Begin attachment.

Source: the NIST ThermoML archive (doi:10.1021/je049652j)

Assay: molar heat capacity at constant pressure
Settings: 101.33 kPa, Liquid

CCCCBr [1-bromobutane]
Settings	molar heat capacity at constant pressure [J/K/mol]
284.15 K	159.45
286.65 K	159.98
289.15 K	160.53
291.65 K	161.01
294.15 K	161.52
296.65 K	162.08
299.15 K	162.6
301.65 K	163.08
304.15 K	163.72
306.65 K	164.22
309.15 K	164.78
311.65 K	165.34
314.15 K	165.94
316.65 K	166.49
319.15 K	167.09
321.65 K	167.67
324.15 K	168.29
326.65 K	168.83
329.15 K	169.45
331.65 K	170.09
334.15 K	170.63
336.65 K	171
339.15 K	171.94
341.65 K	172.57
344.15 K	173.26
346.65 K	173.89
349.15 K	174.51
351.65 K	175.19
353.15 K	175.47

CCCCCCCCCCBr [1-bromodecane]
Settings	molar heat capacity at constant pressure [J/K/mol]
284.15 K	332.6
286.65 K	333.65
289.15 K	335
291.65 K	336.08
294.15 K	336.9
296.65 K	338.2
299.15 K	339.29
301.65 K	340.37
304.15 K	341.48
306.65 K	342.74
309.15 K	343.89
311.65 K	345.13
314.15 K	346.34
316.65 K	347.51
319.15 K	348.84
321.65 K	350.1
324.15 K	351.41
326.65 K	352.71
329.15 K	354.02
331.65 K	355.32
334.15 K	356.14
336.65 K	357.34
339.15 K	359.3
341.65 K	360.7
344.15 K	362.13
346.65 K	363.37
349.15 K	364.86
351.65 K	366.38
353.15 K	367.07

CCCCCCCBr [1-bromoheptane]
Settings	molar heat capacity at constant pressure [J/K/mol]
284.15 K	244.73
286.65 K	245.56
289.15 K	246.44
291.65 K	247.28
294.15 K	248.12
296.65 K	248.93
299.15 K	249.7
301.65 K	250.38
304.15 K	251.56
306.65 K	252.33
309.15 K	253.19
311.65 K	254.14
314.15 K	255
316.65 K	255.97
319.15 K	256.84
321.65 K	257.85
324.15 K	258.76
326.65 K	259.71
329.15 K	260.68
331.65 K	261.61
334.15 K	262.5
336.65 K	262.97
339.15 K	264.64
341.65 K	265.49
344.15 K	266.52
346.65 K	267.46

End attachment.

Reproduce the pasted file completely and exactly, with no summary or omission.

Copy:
Source: the NIST ThermoML archive (doi:10.1021/je049652j)

Assay: molar heat capacity at constant pressure
Settings: 101.33 kPa, Liquid

CCCCBr [1-bromobutane]
Settings	molar heat capacity at constant pressure [J/K/mol]
284.15 K	159.45
286.65 K	159.98
289.15 K	160.53
291.65 K	161.01
294.15 K	161.52
296.65 K	162.08
299.15 K	162.6
301.65 K	163.08
304.15 K	163.72
306.65 K	164.22
309.15 K	164.78
311.65 K	165.34
314.15 K	165.94
316.65 K	166.49
319.15 K	167.09
321.65 K	167.67
324.15 K	168.29
326.65 K	168.83
329.15 K	169.45
331.65 K	170.09
334.15 K	170.63
336.65 K	171
339.15 K	171.94
341.65 K	172.57
344.15 K	173.26
346.65 K	173.89
349.15 K	174.51
351.65 K	175.19
353.15 K	175.47

CCCCCCCCCCBr [1-bromodecane]
Settings	molar heat capacity at constant pressure [J/K/mol]
284.15 K	332.6
286.65 K	333.65
289.15 K	335
291.65 K	336.08
294.15 K	336.9
296.65 K	338.2
299.15 K	339.29
301.65 K	340.37
304.15 K	341.48
306.65 K	342.74
309.15 K	343.89
311.65 K	345.13
314.15 K	346.34
316.65 K	347.51
319.15 K	348.84
321.65 K	350.1
324.15 K	351.41
326.65 K	352.71
329.15 K	354.02
331.65 K	355.32
334.15 K	356.14
336.65 K	357.34
339.15 K	359.3
341.65 K	360.7
344.15 K	362.13
346.65 K	363.37
349.15 K	364.86
351.65 K	366.38
353.15 K	367.07

CCCCCCCBr [1-bromoheptane]
Settings	molar heat capacity at constant pressure [J/K/mol]
284.15 K	244.73
286.65 K	245.56
289.15 K	246.44
291.65 K	247.28
294.15 K	248.12
296.65 K	248.93
299.15 K	249.7
301.65 K	250.38
304.15 K	251.56
306.65 K	252.33
309.15 K	253.19
311.65 K	254.14
314.15 K	255
316.65 K	255.97
319.15 K	256.84
321.65 K	257.85
324.15 K	258.76
326.65 K	259.71
329.15 K	260.68
331.65 K	261.61
334.15 K	262.5
336.65 K	262.97
339.15 K	264.64
341.65 K	265.49
344.15 K	266.52
346.65 K	267.46